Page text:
Celebrity Ski Fest

Whoever wins the actual ski race during Celebrity Ski Fest is, of course, the title holder. And it’s pretty easy to argue that the real winner of the day is the Waterkeepers Alliance, which works to protect waterways across the country.

But I decided there were a few award-winners that may have been overlooked.

Cutest Hat Wearers:


Meet Hannah, 1

Her sister Elise, age 3

These Los Angeles natives were enjoying lunch in the VIP tent in extremely cute (and warm looking) winter hats. Hannah’s Paul Frank Monkey, and Sophie’s Oscar the Grouch brought a smile to everyone who met the girls—including my friends Josh, Debbie and me.

But a cute hat is only as cute as the child wearing it—and these girls are title holders.

“Hannah’s not skiing,” said her mom, Maureen. “She hasn’t quite mastered walking.” Which, of course, struck my ear as a total non-sequitor. Don’t you teach your kids to walk by skiing? I’m kidding, Maureen! No one recommends rushing the process.

Favorite Long-Lost College Friend

Neal, whom I love to torture with the fact of how awesome my life in Utah is—we reconnected at SkiFest last year (he’s a TV executive in New York…his life ain’t too shabby, for the record).

Favorite fly-by skier.

Neal introduced me to a NY friend, Scott, who owns a second home in Deer Valley, and who uses business trips to LA as a vehicle for more skiing. He rattled off his  typical one-nighter ski trip schedule thusly: “I land here after my meetings and I’m at No Name Saloon by 9pm, on the first chair at 9am, and back at the airport at 7pm to fly home.”  Way to be dedicated to the Pow!

 

While at Ski Fest, I had the chance to chat with actor Scott Wolf (he and I have met a number of times, usually in the context of his work as a Hollywood actor, and my work as an entertainment journalist), but we never talk shop for long. Our bond is over the fact that we’re Park City locals—and parents.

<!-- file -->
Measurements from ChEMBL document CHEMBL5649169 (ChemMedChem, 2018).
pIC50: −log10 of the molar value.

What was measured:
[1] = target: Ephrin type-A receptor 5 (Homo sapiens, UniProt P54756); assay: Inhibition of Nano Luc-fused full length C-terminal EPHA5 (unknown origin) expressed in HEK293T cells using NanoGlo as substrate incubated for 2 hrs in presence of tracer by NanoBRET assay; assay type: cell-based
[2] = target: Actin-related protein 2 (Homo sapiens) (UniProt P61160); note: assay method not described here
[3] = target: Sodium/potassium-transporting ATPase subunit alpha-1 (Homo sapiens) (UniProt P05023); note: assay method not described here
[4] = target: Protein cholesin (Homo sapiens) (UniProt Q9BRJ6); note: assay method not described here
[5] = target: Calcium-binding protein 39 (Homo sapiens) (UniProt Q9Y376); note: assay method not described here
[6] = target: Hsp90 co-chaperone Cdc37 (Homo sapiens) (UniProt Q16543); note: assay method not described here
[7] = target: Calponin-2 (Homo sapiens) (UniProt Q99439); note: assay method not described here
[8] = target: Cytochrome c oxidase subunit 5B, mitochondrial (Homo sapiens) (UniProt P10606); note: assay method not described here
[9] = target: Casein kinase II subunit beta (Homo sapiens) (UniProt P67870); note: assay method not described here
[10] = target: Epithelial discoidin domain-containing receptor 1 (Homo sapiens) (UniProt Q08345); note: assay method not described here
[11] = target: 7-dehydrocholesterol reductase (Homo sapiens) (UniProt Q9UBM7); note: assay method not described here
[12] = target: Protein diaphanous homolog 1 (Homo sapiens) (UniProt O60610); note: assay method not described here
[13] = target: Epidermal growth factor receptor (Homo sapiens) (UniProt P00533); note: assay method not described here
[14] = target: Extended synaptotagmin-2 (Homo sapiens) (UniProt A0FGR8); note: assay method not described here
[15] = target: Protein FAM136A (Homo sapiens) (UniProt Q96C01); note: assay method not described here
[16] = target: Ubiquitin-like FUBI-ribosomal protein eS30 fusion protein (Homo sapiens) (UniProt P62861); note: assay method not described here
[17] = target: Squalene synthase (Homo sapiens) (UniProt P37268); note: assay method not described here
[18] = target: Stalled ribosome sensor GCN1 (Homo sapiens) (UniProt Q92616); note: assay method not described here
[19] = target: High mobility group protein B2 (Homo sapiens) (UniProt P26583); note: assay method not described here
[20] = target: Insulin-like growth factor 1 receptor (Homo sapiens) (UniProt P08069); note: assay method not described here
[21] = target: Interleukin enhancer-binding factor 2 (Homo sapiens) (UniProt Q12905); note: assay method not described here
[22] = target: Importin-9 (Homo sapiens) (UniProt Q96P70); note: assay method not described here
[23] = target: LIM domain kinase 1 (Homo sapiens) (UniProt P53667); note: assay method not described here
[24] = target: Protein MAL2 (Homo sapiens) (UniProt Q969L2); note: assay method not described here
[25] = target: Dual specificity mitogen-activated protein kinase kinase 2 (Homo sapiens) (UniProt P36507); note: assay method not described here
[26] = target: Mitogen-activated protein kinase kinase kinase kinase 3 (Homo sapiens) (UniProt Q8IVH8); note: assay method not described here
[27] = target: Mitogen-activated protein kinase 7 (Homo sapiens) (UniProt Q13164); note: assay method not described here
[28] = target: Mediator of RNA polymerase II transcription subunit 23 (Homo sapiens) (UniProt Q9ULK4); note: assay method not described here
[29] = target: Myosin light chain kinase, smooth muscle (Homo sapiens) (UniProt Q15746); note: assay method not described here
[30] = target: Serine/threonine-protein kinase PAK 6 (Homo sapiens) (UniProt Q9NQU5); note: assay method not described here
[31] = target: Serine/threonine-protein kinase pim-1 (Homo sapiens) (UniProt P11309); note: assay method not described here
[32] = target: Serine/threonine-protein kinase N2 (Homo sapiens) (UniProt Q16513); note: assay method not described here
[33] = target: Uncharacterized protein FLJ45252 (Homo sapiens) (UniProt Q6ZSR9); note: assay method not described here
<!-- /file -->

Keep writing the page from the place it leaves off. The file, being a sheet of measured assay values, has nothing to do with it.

On this day, though, Scott told me how lucky he felt to be able to participate in a fun event for a great cause in his backyard. “Everyone else here had to fly in from all over to be here,” he said. “But I didn’t drive more than 10 minutes.” Still, as he spoke to me about why he supports Waterkeepers, I got the distinct impression he would have traveled to be here, both for the fun of the competition and to support the work of Waterkeepers Alliance, which was founded by Robert Kennedy, Jr. to TK.

I ran into a bit of a buzz saw in Dylan [Bruno] on race day, but being out here to support Waterkeepers is something I’m always proud to be a part of,” he said. “And I have a son, so the importance of our water and our air and our food is completely heightened for me.”—I got the distinct impression that he certainly would have traveled to be here.

Quickly, the chatter turned to whether his young son will ski this season.

“He’s just now 2 ½, and he’s already so strong, that he’s already hucking front flips off our couch! I think he’ll love it ,,” said the proud papa. “His legs are super-strong, he’s got these stocky little legs like his dad, so yeah, he’ll get on this year, but I’ll just follow our friends’ advice and do warm days and short bouts.”

I shared the virtue of the SunKid conveyor lifts on Wide West, of course—and my secret weapon: Swedish fish. “My kid will, like, speak Portugese for a Swedish fish,” said Scott. “So skiing should be easy!”

We’ll check back with you, Scott!

Skied out?